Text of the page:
So Arduino’s brains is a ATmega328p microcontroller. On the standard Arduino Uno, it comes as a chip that you can remove from the board, so if you fry it on accident, you can replace just the chip instead of the whole board. So is it possible to remove all the stuff Arduino gives you, take just the chip, and directly program the ATmega328p?

Well I came across a youtube playlist recently that gives a resounding yes, yes you can. Mitch Davis’ Bare-Metal MCU playlist walks you through taking all the helpful things Arduino gives you, and removing them one by one. This sort of content is exactly up my alley, and I realized I had an Uno kicking around, plus a sparkfun version of an Uno, a sparkfun redboard. Why not follow along? So, using Mitch Davis’ playlist as a basis, I decided to do the following:

  • Take my existing Redboard, make it into an ISP (In-circuit Serial Programmer).
  • Change the Fuse setting so the ATmega328p chip uses the internal clock instead of external
  • Remove the ATmega328p chip from my arduino uno, put it on a breadboard
  • validate the ATmega328p can run my blink program while sitting on the breadboard, getting no help from the Arduino PCB
  • connect it to the ISP and flash a new program on it
  • ???
  • cackle at my brilliance

NOTE: that last step is non-optional when I’m playing with tech

This is a part of my series on programming atmega328p

For more posts on this, see below

  1. Directly Programming an ATmega328p from an Arduino Uno (You are Here)
  2. Programming an ATmega328p without the Arduino IDE

Making the redboard into an ISP

This was shockingly easy! The Arduino IDE comes with Arduino ISP code in the Examples section by default. So all I had to do was connect my redboard to my computer, then send the ISP code from the Arduino IDE to my redboard just like normal, and voila, I now have a ISP. Neat!

NOTE: going forward, I’ll refer to the Arduino Uno-compatible redboard as “the ISP” to reduce confusion on if I’m talking about the Arduino Uno I want to reprogram, or the arduino Uno-compatible sparkfun redboard I’m using as the ISP.

Connecting the ISP to the arduino Uno and Sending Code

Following Mitch’s tutorial, I have the following pin connections, from the ISP to Uno:

  • 13 to 13
  • 12 to 12
  • 11 to 11
  • 10 to reset
  • 5v to 5v
  • Gnd to Gnd

It’s all one-to-one except for pin 10 on the ISP to the reset pin on the Uno. This is because the ISP needs to muck with the reset pin in order to program the Uno. The Arduino ISP example code default uses pin 10 for that communication.

The newly made ISP redboard, connected directly to the Arduino Uno The ISP connected to the Arduino Uno

Reading Arduino’s documentation about the arduino ISP code and the comments in the ISP code, it says it uses 3 pins on the arduino you’re using as an ISP to give more info about the ISP. Connecting up pins 7, 8, and 9 on an Arduino Uno ISP (or redboard, in my case) to some LEDs and resistors let you see the heartbeat, error, and programming info. The comment in the code sums it up nicely:

// Put an LED (with resistor) on the following pins:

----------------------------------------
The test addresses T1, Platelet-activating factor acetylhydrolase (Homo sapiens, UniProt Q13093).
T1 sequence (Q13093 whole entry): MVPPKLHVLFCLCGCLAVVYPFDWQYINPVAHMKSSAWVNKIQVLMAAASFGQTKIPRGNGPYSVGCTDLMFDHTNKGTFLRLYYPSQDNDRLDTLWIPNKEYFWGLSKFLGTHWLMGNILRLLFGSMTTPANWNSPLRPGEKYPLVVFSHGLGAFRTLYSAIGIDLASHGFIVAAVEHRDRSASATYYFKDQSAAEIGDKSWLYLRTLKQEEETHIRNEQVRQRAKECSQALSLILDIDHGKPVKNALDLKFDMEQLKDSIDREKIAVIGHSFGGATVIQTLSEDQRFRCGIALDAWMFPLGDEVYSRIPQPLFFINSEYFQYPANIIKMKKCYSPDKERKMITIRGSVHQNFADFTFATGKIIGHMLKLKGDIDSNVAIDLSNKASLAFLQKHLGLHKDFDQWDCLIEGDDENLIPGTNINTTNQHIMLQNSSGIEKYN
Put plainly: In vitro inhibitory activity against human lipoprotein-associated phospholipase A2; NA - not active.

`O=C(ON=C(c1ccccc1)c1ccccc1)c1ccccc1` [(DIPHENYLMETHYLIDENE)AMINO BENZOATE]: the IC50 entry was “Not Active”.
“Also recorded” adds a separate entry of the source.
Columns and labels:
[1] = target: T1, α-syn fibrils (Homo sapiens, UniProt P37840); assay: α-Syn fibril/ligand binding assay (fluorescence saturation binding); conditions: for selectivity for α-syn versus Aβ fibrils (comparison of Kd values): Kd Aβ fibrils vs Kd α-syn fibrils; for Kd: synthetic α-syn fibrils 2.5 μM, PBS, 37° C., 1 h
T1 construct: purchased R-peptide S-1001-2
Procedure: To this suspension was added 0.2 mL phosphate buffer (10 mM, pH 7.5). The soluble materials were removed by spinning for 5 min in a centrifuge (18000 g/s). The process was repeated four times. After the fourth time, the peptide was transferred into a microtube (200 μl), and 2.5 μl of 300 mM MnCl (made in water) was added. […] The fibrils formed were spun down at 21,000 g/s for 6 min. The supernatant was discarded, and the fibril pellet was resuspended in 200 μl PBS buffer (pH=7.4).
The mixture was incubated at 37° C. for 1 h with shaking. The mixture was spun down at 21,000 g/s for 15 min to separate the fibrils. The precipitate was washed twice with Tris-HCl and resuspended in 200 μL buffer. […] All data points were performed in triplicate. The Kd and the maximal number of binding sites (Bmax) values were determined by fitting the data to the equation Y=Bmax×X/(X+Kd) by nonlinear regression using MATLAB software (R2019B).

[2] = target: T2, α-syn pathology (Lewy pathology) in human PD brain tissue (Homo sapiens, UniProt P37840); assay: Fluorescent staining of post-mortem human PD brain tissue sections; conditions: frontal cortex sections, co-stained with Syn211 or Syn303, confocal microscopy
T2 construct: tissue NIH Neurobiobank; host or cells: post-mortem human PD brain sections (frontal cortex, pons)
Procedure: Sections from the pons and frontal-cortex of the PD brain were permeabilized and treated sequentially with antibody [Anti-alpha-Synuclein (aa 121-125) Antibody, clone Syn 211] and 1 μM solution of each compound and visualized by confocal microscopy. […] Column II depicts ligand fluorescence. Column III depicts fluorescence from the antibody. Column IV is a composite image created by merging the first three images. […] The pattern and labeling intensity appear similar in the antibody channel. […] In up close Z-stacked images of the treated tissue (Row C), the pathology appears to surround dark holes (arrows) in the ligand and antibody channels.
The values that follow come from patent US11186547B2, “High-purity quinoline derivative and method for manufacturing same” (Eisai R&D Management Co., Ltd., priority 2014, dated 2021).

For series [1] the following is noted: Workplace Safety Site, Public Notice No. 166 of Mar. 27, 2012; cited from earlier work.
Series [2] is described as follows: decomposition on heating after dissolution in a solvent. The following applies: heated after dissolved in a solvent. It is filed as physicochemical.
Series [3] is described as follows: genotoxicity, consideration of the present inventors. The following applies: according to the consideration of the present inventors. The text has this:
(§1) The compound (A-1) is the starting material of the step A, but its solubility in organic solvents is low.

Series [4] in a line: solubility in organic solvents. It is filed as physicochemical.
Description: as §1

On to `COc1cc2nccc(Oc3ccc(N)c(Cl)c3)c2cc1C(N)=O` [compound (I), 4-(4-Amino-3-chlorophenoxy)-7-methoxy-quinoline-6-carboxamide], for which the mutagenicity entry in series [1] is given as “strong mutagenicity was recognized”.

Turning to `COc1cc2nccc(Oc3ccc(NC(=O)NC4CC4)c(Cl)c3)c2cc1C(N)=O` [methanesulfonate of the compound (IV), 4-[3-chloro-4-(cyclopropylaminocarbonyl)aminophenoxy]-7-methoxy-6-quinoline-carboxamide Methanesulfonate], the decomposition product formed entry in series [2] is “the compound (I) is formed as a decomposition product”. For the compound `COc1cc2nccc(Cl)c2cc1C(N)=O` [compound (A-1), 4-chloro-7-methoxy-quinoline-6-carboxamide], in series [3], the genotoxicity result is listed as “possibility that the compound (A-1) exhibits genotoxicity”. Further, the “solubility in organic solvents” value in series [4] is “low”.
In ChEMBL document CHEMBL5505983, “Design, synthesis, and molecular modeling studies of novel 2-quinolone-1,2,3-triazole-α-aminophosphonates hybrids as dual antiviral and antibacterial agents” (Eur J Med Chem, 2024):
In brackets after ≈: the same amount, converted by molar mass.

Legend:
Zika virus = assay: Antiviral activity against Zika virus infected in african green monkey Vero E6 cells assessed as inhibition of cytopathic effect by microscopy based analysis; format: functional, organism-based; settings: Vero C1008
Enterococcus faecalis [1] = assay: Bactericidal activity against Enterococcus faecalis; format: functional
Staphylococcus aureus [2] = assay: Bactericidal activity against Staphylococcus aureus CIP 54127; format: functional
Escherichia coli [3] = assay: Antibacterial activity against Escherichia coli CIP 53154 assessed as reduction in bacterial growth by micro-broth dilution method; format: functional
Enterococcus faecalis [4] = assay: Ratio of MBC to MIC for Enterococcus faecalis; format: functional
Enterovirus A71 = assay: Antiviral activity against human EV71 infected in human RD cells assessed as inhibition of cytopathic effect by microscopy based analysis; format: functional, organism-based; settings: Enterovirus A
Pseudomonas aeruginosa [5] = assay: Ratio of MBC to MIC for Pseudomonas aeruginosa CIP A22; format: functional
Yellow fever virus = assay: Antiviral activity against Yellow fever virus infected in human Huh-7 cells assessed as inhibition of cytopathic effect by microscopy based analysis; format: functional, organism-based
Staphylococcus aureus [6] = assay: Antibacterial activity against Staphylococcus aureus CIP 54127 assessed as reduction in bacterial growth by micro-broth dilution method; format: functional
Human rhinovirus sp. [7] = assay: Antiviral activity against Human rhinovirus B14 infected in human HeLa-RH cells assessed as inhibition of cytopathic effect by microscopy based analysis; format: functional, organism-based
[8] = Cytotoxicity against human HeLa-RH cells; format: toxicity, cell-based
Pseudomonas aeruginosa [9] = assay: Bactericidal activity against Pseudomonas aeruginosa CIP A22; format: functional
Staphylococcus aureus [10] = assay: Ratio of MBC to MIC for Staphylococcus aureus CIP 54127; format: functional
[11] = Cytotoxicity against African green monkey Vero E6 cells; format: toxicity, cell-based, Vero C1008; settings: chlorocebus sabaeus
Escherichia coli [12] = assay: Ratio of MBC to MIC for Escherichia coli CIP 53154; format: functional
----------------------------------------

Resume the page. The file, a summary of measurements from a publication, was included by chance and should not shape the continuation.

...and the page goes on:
// 9: Heartbeat   - shows the programmer is running
// 8: Error       - Lights up if something goes wrong (use red if that makes sense)
// 7: Programming - In communication with the slave

Though the “slave” terminology seems to be a hold over from older code, since elsewhere it’s referred to as “target”. I hunted down the right github repo and did a pull request to update that line of code. So if that gets merged in, I’ll have technically contributed to the Arduino IDE example code base. Since it’s a comment it doesn’t change the runnable code one iota, but still.

Now I update the Arduino IDE to use “Arduino as ISP” as the Programmer (the setting is under the “tools” dropdown), and I can send the example blink.ino program to the Uno, using my brand new ISP! If I want to see more info about what the Arduino IDE is actually doing when it sends the code over, I can go to File -> Preferences, and set the “show verbose output during” checkboxes for both compilation and uploading. I then open the blink.ino sketch in the IDE, and upload it using Sketch->Upload using Programmer.

After sending the blink code to the uno, the on-board LED is flashing on my ISP and my uno. It took me a bit to figure that out. The blink program is makng LED_BUILTIN high and low to flash the built in LED on and off. Well LED_BUILTIN is just a constant that is referencing the pin on the arduino that is connected to the onboard LED. On the Uno, that’s pin 13. So after the ISP uses pin 13 to send data to the Uno, now the Uno is powering pin 13 on and off, and the wire is still connected to pin 13 on the ISP, so the ISP blinks too.

Looking in the logs the IDE prints out, I can find the command that arduino IDE used to flash the blink program onto the uno via the ISP.

/home/danielle/arduino-1.8.13-linux64/arduino-1.8.13/hardware/tools/avr/bin/avrdude -C/home/danielle/arduino-1.8.13-linux64/arduino-1.8.13/hardware/tools/avr/etc/avrdude.conf -v -patmega328p -cstk500v1 -P/dev/ttyUSB0 -b19200 -Uflash:w:/tmp/arduino_build_984737/Blink.ino.hex:i

This is an important thing to note. AVRDude is a utility to download/upload/manipulate the ROM and EEPROM contents of AVR microcontrollers using the in-system programming technique (ISP). (this is taken straight from their website) The ATmega328 is an AVR microcontroller, and I just made an ISP. Since it’s a command line tool, I can actually use the tool directly, without using the Arduino IDE. This is important for the fuse bytes that I’ll talk about shortly.

Now that I’ve figured out how to make an ISP, and proving it works, the next step I want to do is rip the ATmega328 off of the Uno so I can play with it directly. But first, I have to change a setting on the chip that Arduino sets at the factory.

Fuse Bits

There’s actually an in-depth blog post that talks about fuse bits in detail: But basically, they’re a series of bits that configure different settings on the microcontroller itself. Like a config file on a website that says what port it uses and routing info.

I care about this because of what Arduino does to the fuse bits in their factory. ATmega328 has a 8Hz oscillator on the chip that it uses as a clock, but it CAN run up to 16Hz (according to the datasheet). So Arduino adds a 16Hz oscillator on the Uno PCB and connects it to the ATMega328. This lets it run faster than when using the default 8Hz. But it also means, if the ATMega328 doesn’t have an oscillator hooked up, it just straight up can’t run, because it doesn’t know how to time anything!